How To Do An ALS Communication Assessment

Speech therapy can help people living with ALS to communicate as effectively as possible as they move through the stages of their disease.

In this article, you’ll learn the steps to an ALS communication assessment. Plus 5 tips for how and when to introduce AAC.

See the AAC pack for premade, printable AAC boards and patient handouts!

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Review of ALS

ALS communication assessment

Amyotrophic lateral sclerosis (ALS) is a rapidly progressing neurodegenerative disease.

Spinal (Limb) Onset ALS. Most people (~70%) have spinal onset. This means that ALS symptoms first appear in their arms or legs. Symptoms can include muscle cramps, weakness, and twitching.

Bulbar Onset ALS. People with bulbar onset ALS first show symptoms in their face or neck. This type of ALS typically progresses faster than spinal onset.

Multifocal Onset. Some ALS symptoms begin simultaneously in the limbs and face/neck.

(Greenwood, 2020)

ALS Multidisciplinary Team

Multidisciplinary teamwork is especially important given the complex, rapidly progressing nature of ALS.

Work closely with the patient’s care team, seeking help as soon as it’s needed in order to help your patients maintain their communication and swallowing abilities as long as possible and to improve quality of life.

Communicate with the team at least weekly for progress updates and to share your speech therapy plan.

ALS team members may include:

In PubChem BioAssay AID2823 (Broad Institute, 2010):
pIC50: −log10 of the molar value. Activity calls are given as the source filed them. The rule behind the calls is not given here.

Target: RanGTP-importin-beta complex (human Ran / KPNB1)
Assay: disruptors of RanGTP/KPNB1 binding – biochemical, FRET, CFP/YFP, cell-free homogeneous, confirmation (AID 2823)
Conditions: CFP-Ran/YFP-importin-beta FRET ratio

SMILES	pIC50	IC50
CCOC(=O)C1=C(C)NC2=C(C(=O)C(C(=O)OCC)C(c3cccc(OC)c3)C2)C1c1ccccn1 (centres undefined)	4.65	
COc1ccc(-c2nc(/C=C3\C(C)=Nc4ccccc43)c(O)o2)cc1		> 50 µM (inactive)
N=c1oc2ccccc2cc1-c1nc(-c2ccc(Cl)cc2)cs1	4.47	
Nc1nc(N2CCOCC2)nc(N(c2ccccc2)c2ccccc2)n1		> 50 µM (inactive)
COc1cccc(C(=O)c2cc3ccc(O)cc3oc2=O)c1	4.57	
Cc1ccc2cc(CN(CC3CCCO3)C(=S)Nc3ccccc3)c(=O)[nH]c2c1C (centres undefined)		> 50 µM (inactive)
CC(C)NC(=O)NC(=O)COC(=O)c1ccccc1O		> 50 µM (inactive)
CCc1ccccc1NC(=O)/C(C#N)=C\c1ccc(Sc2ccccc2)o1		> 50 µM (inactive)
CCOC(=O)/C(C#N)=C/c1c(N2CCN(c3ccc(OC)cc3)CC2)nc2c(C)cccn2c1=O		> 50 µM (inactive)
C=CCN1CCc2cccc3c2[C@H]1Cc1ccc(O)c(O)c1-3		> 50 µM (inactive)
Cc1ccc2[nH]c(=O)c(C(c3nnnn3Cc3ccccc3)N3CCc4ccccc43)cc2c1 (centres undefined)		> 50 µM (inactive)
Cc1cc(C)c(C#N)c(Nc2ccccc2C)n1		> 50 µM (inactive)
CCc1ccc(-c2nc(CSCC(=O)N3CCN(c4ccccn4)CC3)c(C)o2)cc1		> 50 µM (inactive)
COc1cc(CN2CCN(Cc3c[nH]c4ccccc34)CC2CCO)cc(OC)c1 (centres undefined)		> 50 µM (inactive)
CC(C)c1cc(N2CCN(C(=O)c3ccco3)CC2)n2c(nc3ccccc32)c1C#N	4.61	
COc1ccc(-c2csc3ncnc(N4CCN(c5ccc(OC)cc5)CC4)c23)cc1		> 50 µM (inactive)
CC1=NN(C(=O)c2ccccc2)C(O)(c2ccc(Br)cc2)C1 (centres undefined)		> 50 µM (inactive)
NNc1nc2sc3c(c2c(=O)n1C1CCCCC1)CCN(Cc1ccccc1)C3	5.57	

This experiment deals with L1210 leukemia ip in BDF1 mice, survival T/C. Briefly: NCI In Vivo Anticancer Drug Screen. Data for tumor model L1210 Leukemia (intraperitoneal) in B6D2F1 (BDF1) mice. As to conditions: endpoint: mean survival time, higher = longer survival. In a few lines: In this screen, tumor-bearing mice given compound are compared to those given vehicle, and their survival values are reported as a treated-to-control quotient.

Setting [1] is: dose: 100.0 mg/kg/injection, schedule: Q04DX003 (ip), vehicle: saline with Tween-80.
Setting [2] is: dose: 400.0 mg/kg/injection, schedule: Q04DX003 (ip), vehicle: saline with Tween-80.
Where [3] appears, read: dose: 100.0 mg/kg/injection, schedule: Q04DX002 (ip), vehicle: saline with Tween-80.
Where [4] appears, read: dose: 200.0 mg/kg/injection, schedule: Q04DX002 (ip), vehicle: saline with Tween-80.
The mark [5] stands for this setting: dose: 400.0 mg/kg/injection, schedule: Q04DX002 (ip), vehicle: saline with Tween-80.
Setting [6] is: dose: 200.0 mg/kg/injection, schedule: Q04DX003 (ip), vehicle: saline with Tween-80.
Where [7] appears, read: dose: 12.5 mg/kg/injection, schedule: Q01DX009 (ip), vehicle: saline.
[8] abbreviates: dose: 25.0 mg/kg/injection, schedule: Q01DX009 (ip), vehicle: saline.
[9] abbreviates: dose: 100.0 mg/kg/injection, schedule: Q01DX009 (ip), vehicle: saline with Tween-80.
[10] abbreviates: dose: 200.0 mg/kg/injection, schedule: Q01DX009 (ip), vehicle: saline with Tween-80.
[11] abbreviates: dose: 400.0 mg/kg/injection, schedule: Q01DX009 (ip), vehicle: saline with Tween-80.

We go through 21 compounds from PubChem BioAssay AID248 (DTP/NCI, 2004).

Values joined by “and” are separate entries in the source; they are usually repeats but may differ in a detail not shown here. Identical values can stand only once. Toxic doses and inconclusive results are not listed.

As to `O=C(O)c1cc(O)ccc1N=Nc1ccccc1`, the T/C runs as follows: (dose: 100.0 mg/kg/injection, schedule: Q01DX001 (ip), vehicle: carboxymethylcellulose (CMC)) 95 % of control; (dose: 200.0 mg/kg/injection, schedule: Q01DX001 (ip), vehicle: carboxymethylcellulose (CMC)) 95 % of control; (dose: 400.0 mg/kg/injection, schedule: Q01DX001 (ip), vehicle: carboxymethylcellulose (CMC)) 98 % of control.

• Neurologist. Neurological management of ALS (education, medications, referrals, etc.)
  • Nurse. Vitals, medication processes, etc.
  • OT. ALDs/IALDs, energy conservation, positioning, assistive devices, etc.
  • PT. Mobility and access (durable medical equipment, custom wheelchairs, etc.)
  • AAC specialist
  • Registered Dietician. Caloric, nutritional, feeding tube management, etc.
  • Pulmonologist/Respiratory Therapist. Evaluate and monitor respiration, respiratory equipment/other therapies
  • Social Worker. Social, emotional, financial support, etc.

Ongoing Assessment

Because ALS can progress so quickly, your communication assessment doesn’t end with the report.

Once treatment begins, each session should include ongoing assessment. These may be follow-up questions, stimulability testing, customizing AAC, and even fully reassessing an area of concern.

For example, a patient’s voice sounds breathier than the previous session. You ask: “I hear some breathiness in your voice. Do you hear it too? About when did it start?” Or, your patient’s intelligibility clearly deteriorated over the weekend, so you complete another oral mechanism examination.

That said, be careful not to overwhelm the patient or their caregiver. Instead, get updates from the multidisciplinary team, set a predetermined time during each session to ask questions, and allow the patient/caregiver plenty of time to share.

ALS Communication Assessment

1. Oral Mechanism & Cranial Nerve Examinations

oral mechanism exam als

Complete an oral mechanism and cranial nerve examinations to assess the type of dysarthria and type of neural involvement that may be present (e.g., spastic and upper motor neuron, flaccid and lower motor neuron)

  • Mandible (CN V):
    • At rest
    • Open
    • Open with resistance
    • Close
    • Close with resistance
    • Lateralize
    • Protrude
    • Retraction
    • Sensation
  • Lips (CN VII):
    • At rest
    • Protrude
    • Retract
    • Repetitive protrude/retract
    • Puff cheeks
    • Puff cheeks against resistance
    • Sensitivity to touch
    • Sensation
  • Tongue (CN XII):
    • At rest
    • Protrude out
    • Protrud out with resistance
    • Protrude up
    • Protrude up with resistance
    • Protrude down
    • Protrude down with resistance
    • Lateralize
    • Lateralize with resistance
    • Retract
    • Lick teeth
    • Lick lips
    • Sensation
  • Velum:
    • At rest (CN IX)
    • Prolonged “ah” (CN X)
    • Repetitive “ah” (CN X)
    • Sensation
  • Reflexes (CN IX, X):
    • Gag
    • Faucial arches
  • Other Observations
    • Dentition
    • Raise eyebrows (CN VII)
    • Breath support
    • Oral mucosa
    • Cough on command
    • Throat clear on command